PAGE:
Export activity that occurs in the course of travel, research collaborations, or expenditures (as well as the actual transfer of research results, data, equipment or materials) outside of the U.S. may create export control concerns for the University and members of the University community. Export controls are U.S. laws which regulate the “export” of certain controlled technologies, services and information to foreign nationals, foreign entities or foreign countries for reasons of national security and foreign policy. An export could be the actual shipment outside of the U.S. of controlled equipment or materials or the disclosure of information or technical data related to controlled equipment or materials outside the U.S or inside the U.S. to a foreign national. “Technology transfer” activities which could trigger export control concerns include scientific, engineering and academic exchanges, and international meetings and visits.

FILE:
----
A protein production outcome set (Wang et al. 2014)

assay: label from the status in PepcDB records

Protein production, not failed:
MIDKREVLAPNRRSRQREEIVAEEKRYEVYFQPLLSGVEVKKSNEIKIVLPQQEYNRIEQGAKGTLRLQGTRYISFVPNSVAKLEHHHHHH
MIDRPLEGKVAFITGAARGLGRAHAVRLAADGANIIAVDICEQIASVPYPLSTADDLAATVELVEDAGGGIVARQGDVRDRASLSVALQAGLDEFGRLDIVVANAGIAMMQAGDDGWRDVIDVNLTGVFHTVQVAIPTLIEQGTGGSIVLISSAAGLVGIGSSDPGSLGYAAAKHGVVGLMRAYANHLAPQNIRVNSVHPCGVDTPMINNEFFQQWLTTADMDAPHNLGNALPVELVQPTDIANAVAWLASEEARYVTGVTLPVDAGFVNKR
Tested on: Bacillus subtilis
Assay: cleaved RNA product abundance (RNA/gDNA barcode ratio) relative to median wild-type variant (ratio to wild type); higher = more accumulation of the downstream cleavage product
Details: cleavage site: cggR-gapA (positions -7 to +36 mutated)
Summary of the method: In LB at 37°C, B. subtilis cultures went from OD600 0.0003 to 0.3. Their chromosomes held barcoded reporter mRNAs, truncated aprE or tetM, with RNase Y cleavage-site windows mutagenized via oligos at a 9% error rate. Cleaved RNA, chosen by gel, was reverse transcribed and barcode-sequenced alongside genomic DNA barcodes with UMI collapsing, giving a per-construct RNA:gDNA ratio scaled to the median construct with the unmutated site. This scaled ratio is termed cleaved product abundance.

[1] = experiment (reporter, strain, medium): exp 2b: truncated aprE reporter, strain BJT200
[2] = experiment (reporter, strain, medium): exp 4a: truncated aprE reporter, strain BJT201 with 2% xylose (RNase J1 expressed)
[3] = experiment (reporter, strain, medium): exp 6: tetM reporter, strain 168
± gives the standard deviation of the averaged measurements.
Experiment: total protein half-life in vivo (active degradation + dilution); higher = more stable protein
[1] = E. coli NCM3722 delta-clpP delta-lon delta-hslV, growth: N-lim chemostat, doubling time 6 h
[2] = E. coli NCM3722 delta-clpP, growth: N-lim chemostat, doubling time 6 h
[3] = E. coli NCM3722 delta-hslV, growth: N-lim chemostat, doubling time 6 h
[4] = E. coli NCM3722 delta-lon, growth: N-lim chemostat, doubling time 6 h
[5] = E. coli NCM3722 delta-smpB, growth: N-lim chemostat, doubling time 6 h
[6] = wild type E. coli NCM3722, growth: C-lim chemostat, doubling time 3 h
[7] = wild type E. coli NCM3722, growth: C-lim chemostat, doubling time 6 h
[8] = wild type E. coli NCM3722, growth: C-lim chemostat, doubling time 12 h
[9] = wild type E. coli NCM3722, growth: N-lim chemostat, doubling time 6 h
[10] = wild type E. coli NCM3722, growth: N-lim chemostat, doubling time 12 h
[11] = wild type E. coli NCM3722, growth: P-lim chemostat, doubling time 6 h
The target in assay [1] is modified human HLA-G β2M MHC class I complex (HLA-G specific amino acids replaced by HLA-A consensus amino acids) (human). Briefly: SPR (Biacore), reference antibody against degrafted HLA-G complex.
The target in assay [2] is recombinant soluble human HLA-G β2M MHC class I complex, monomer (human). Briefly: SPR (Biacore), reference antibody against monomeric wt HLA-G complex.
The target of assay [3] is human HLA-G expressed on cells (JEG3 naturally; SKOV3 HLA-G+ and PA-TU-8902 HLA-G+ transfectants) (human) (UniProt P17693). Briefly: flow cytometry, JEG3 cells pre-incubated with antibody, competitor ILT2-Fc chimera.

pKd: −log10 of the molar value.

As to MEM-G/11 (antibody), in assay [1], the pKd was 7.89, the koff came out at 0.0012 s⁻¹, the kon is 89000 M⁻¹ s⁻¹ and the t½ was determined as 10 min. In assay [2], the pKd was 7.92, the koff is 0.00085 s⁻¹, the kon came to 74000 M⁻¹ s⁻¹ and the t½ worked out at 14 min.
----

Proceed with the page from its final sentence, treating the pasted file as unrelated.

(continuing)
Similarly, restrictions administered by the Department of Treasury’s Office of Foreign Assets Controls (OFAC) are based on the nature of a business transaction and not the technology involved. Certain transactions with certain countries (currently the Balkans, Belarus, Ivory Coast, Congo, Cuba, Iran, Iraq, Liberia, N. Korea, Sudan, Syria and Zimbabwe), entities and individuals are prohibited without a license from the U.S. government, unless an exception applies.
The University has administrators in Grants and Contracts Administration (contact email@example.com), who can help faculty and staff determine if their research and educational activities involve technologies or transactions subject to U.S. export and OFAC controls.
For specific guidance please go to Guidelines on Export Controls. For information on international shipments of hazardous materials go to Yale Environmental Health & Safety.
Please be aware that the laws of countries other than the U.S. may govern your activities and may provide additional import or export restrictions. It is your responsibility to obtain relevant information applicable to your activities and then to follow up with Grants and Contracts Administration or the Office of General Counsel for advice. Click here to read more on the exporting and importing of antiquities and works of art.